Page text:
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August - September 2005


Editorial

Rich Club, Poor Guests & Terrorists

by Krishan Ralleigh


When India's Prime Minister, Manmohan Singh set foot on the soil of Scotland on 6th July, he little imagined that the ghost of terrorism would be haunting him even in Gleneagles. Being invited to the G-8 annual conference, a club of rich nations, is not a small feat for the head of a country which has the largest number of people living below poverty line (325 million) within its borders. As the agenda for the G-8 this year was the removal of poverty in Africa and the ‘challenge of environment change due to global warming', Dr Manmohan Singh’s contribution to the debate would have been crucial. Moreover, the great doctor’s economic prescription to African countries would please the Madame back home and blunt the attack of ‘lefties’ who have been continuously targeting at his own initiatives aimed at reducing poverty in India.

Unfortunately for him, a great opportunity was marred by the terrorists who struck in London on the very day of the opening of the G-8 conference. The president of the conference, Tony Blair, back from his Olympic triumph at Singa pore, was briefly in shock. However he recovered soon and addressed the nation with a defiant note and reiterated his determination to uphold the values of freedom and democracy in Britain and other parts of the world where the dark forces of terrorism, in the name of Islam, are endeavouring to bring chaos and calamities to innocent civilians.

The G-8 - USA, UK, France, Germany, Japan, Canada, Russia and Italy - had invited emerging economies from Asia, South America and Africa, to participate in a new partnership to help remove poverty in Africa and to face the challenge of global warming, a direct consequence of technological development. A handout to Africa of $50billion by 2010, would definitely give a big push to economic reforms in poor countries of Africa. But will it be able to bring stability and democracy to these countries? India has a well-established democratic system. The economy is vibrant, but corruption and slow growth in infra-structure is causing a major obstruction to economic development. Moreover, political instability always seems to be round the corner with the UPA government’s dependence on the mercurial left parties who are a threat to Dr. Manmohan Singh’s economic policies.

Above all, India has been under the grip of Islamic terrorism for almost two decades. The people and the government of India are well aware of the fact that the perpetrator of terrorism in India is no other than their neighbouring country. There is no illusion about the ultimate aims of Islamic terrorists in India. But fortunately for India, a large number of Indian Muslims are happy with their country, their democratic system and their economic prosperity.

In Britain also, most British Muslims are content with the opportunities for prosperity presented to them by Britain. They have also started taking active part in the political system of the country.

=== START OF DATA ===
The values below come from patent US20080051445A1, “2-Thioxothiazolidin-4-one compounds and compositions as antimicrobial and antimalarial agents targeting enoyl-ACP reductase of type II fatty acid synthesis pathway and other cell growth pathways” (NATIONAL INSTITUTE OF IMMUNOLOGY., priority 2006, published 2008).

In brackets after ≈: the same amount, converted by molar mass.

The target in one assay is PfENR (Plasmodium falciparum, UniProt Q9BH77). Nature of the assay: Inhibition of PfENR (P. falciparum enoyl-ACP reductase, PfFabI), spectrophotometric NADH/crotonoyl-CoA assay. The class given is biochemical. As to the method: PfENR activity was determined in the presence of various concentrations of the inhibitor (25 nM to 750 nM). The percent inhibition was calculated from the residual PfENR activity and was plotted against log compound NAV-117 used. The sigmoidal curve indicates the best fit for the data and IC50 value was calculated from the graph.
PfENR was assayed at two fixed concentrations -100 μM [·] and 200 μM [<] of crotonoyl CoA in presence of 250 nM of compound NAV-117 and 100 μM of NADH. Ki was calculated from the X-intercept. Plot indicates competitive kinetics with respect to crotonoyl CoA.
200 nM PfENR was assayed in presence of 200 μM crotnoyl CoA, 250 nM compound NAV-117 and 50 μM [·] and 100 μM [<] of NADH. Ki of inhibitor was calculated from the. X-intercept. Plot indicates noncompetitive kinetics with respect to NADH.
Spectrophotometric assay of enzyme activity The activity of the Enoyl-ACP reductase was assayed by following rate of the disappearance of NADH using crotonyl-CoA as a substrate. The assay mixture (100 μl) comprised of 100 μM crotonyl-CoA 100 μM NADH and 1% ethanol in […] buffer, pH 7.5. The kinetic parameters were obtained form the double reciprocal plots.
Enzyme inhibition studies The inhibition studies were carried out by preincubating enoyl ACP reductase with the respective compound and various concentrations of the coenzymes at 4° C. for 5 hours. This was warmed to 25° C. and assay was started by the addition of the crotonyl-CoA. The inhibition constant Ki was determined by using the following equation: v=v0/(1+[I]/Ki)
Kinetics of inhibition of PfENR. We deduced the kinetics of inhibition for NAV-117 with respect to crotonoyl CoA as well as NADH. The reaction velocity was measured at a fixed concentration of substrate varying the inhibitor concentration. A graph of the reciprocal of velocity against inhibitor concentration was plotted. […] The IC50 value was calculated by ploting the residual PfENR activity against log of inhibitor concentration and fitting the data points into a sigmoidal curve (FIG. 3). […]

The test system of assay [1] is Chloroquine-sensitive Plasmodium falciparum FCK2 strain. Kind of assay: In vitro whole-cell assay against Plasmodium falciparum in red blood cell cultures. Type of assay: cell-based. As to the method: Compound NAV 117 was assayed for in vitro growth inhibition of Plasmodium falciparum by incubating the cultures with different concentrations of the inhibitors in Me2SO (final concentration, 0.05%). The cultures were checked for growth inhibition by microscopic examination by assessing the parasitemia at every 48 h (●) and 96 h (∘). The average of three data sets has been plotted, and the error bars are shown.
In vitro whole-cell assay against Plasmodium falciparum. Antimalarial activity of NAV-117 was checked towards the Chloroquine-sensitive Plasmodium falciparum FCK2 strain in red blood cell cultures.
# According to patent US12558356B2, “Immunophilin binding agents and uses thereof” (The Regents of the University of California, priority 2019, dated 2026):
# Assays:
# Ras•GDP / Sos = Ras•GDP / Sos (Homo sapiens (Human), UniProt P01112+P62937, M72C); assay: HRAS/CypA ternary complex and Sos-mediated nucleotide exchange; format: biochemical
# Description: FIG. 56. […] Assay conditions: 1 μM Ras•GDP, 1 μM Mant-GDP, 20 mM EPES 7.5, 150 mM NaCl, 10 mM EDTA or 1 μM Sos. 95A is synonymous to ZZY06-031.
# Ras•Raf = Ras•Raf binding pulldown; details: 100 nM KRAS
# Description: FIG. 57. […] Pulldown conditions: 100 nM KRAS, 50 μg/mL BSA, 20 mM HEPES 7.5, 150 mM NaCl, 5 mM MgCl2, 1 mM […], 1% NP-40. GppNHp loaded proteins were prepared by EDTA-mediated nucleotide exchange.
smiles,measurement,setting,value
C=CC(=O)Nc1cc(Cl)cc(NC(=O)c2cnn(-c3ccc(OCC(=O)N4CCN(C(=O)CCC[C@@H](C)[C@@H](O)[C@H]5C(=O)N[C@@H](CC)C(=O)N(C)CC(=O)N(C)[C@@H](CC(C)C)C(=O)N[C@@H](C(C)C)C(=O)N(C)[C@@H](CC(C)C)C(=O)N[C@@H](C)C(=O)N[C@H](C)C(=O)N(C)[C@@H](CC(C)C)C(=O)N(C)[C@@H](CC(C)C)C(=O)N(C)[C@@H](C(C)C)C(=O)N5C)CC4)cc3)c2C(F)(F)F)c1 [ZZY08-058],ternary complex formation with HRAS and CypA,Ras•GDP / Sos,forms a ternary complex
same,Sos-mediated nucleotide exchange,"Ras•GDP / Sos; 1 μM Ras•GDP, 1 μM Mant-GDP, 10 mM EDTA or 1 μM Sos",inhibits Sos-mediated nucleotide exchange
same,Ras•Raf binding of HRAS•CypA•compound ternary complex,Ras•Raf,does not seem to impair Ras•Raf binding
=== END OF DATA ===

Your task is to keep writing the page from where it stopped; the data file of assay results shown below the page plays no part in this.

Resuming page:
What is it that attracts some British Muslims towards Al Qaeda and its reactionary philosophy?
It is neither Israel nor Iraq, nor chechnya, nor Kashmir. it is the shallow and dangerous interpretation of islam that Muslims cannot live alongside with people of other religions - the kaffirs, the non-believers. The non-believers have to be converted or killed. It may be monetary or forced persuasion. The end-result is ‘jinnat’ paradise. Fundamentalists in any religion do not think rationally. Blind faith, even if it is true, is still blind. True faith needs no other crutches but the crutches of reason and devotion.

Dr Manmohan Singh’s futile journey to Britain has not endeared him to a section of his own party in India. Undoubtedly, he could have contributed much more to the debate if the circumstances were right. Nevertheless, on the positive side, he might have taken home the right attitude which Tony Blair showed when faced with the atrocities of the terrorists in London. There was no mincing of words. No signs of apologia which could encourage AlQaeda and its bedfellows in various Muslim organisations in the U.K.

Dr. Manmohan Singh is endowed with honesty, integrity and a sharp mind. He has yet to show his determination in the face of opposition from his own party members. Political opportunism is not the way for the statesmen and great leaders. His understanding of India’s history, and awareness of economic stagnation in the first fifty years of India’s independence, have enabled him to formulate policies that are right for the country in these critical years. Only an enlightened Sikh knows the atrocities committed by Islamic fundamentalism in India. Only the follower of Guru Nanak can bring harmony among various religions, sects and castes of India. And it is the economist of Dr. Manmohan Singh’s calibre who can truly take India to the Club of Rich Nations, not as a guest, but as a full-fledged member. That day is not very far. We hope and pray.

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